Tag Archives: 19th amendment

VIDEO: The “Spirit of 1776″ launched its 1913 journey with letters

Marguerite's MusingsThe new music video, the “Spirit of 1776,” has a companion video about the history of the wagon and its role in suffrage grassroots organizing. It covers the weeks leading up to the first journey of the “Spirit of 1776″ wagon on July 1, 1913.

The video featuring archival evidence of the wagon’s history showcases letters from A.F. Wilson, president of the I.S. Remson wagon company in Brooklyn to the New York State Woman Suffrage Association that had offices in Manhattan. Remson claimed to be New York’s largest wagon company specializing in fine carriages, business grocer and express wagons, blankets, robes, whips, boots, and horse furnishing goods.

Though the company had been in business since 1881, automobiles had already taken a chuck out of the wagon business. And I.S. Remson company was badly in need of some fresh advertising. So a letter to Harriet May Mills, president of the New York State Woman Suffrage Association in Manhattan, from A.F. Wilson, the Remson president, tested the possibility. Would the suffragists like a horse-drawn wagon for campaign purposes?  Mills said “yes,” and suggested that Edna Kearns of Rockville Center, New York use it in an upcoming organizing tour of Long Island by suffrage movement activists.

Video about The “Spirit of 1776″ suffrage wagon in 1913.

The series of letters that followed between A.F. Wilson and Kearns dealt with details such as a horse, maintenance, storage and so on. In the early days the Remson company claimed that the wagon had been built in 1776 by a Revolutionary patriot; word to this effect were painted on the side of the wagon. Over the years those claims (still faintly seen) were removed, leaving only the wagon’s name, the “Spirit of 1776.” Although the American Revolution theme worked well for the suffragists, historians and scholars have determined that the wagon actually had been built around 1820. The suffrage movement activists inherited the wagon’s history and name from I.S. Remson who heard this legend from sources on Long Island.

Though the name came with the wagon, the suffrage movement also used the theme of the “Spirit of 1776″ that dates back to the 1848 women’s rights convention in Seneca Falls, NY: the unfinished American Revolution.

Follow the Suffrage Wagon with email, Facebook and Twitter, your source for the 19th amendment and other stories. Pass on these videos to any and all interested in suffrage centennial celebrations. The column, “Marguerite’s Musings,” by Marguerite Kearns is a regular feature of Suffrage Wagon News Channel, publishing online since 2009.

The buzz has started about the Suffrage Wagon Centennial, plus suffrage news notes!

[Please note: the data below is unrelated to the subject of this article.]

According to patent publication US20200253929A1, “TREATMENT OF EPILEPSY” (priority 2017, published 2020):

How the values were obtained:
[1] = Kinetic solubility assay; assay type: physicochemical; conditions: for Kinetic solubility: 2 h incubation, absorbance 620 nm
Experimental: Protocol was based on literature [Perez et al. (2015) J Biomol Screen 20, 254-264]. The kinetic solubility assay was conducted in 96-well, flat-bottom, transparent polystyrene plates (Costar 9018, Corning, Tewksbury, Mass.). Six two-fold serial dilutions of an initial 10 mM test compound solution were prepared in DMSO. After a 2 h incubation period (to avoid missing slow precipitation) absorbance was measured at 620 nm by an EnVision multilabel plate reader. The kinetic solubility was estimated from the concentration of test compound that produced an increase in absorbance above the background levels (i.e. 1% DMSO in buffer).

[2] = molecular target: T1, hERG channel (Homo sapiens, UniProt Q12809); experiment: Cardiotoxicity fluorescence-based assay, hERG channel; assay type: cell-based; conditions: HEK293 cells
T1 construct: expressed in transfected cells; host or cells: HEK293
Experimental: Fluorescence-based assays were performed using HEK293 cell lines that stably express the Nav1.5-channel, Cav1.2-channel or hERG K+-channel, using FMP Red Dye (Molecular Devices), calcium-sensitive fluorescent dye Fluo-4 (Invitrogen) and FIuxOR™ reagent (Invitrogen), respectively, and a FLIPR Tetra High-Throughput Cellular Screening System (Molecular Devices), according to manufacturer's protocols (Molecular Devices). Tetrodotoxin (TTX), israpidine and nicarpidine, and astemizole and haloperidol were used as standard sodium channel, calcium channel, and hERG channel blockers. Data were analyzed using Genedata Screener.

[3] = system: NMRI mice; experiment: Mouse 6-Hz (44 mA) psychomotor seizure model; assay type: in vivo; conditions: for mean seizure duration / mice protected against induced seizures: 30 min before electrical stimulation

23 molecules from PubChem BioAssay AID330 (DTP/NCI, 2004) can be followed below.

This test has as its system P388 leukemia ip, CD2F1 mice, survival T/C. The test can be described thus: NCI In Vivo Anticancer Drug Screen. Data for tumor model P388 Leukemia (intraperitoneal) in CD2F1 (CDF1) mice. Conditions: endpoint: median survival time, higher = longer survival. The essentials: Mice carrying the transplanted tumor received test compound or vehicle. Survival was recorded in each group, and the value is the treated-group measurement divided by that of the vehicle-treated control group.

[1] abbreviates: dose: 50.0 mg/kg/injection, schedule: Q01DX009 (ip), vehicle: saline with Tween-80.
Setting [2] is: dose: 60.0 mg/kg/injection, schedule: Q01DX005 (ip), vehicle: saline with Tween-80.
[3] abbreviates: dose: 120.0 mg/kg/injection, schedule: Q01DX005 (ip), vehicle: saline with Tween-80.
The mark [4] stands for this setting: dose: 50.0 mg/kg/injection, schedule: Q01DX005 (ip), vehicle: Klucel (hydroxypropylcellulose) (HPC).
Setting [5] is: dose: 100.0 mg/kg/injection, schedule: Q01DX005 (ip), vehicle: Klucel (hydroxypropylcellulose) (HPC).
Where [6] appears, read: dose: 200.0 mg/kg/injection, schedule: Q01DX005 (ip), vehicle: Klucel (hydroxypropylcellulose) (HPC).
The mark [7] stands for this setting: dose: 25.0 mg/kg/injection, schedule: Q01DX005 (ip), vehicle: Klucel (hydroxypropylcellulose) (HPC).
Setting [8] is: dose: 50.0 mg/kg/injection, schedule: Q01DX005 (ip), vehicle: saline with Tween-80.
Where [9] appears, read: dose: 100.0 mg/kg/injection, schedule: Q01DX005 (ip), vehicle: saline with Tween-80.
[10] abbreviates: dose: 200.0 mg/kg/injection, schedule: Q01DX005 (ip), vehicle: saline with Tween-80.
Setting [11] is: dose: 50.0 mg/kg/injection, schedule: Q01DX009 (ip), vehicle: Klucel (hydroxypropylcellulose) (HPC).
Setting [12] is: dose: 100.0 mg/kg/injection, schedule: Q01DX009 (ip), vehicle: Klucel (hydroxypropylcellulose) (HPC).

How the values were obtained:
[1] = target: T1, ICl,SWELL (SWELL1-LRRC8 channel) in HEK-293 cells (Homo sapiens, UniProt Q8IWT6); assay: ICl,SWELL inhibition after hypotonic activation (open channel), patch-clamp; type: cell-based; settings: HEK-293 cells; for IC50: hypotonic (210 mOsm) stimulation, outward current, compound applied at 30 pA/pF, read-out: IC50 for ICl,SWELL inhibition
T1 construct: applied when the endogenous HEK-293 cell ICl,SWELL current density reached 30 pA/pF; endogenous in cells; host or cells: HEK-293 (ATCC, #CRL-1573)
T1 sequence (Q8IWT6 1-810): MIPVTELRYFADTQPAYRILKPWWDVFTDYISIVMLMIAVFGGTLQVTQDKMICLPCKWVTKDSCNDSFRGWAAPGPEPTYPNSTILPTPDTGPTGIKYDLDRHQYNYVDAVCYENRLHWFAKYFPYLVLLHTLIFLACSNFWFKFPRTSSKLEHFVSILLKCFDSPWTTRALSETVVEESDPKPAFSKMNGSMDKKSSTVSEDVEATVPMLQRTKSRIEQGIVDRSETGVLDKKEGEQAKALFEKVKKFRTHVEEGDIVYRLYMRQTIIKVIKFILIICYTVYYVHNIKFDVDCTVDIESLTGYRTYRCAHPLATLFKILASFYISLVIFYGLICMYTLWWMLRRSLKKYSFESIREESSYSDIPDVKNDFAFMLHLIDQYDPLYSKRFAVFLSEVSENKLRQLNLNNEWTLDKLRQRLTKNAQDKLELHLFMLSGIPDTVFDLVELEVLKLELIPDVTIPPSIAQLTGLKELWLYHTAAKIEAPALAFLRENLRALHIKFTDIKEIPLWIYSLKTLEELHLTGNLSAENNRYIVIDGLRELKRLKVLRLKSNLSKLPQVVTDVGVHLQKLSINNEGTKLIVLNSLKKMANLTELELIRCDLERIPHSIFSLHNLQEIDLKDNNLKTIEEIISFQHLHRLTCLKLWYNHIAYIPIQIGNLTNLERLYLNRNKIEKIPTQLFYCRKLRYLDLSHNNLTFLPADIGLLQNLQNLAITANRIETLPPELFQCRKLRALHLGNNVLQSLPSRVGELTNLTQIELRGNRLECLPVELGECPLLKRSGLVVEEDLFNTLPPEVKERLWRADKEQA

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July 2013 is the suffrage wagon’s centennial. It’s interesting how we pay attention to something when it has a 100th anniversary. Something that a few days before had been virtually invisible pops up on the radar screen and commends attention just because a centennial has been announced.

When I bring up my favorite subject of the suffrage movement, it’s surprising how often folks comment: “Women haven’t even had the right to vote for a hundred years. It’s not that long in the bigger scheme of things.”

Yes, I say. Ask people about the 19th amendment to the US Constitution and see how many know what you’re talking about. Not many.  Then mention that we have seven years to go before the national Votes for Women centennial in 2020. Most people don’t even think that far ahead, but it’s on my mind in 2013 in this year of centennials. The buzz started in earnest with the 1913 suffrage centennial parade in early March and the associated whirlwind of events, exhibits, and performances.

NewsNotesMoreMore news notes for April 2013 spill into this posting. Come May and you’ll see the full extent of suffrage-related news and events. Try for example: Alice Paul and hunger strikes. #1. #2. This latter article about Alice Paul calls her the “true” founder of the women’s movement. Now, I’ve never heard this before. And I  love Alice Paul. I suspect that Alice would bristle hearing such a claim. She had arms large enough for everyone. And then we continue on: A handmade lamp for suffrage. #1.  C-Span program about Sewall-Belmont House, headquarters of the National Woman’s Party in Washington, DC. #1. Statue of Liberty reopens in July. #1. #2.  Diversity of suffrage movement.  #1. #2.  A new look at Sylvia Plath. #1. #2. The husband of a suffragist. #1. #2. The old gap between what is and what should be. #1. #2. Women voters in Pakistan. #1. #2.  Important exhibition at the Smithsonian about women’s history. #1. #2. Community building. #1. #2. Gloria Steinem puts everything into perspective. #1. #2.   Program announced for Vision 2020. #1. #2.

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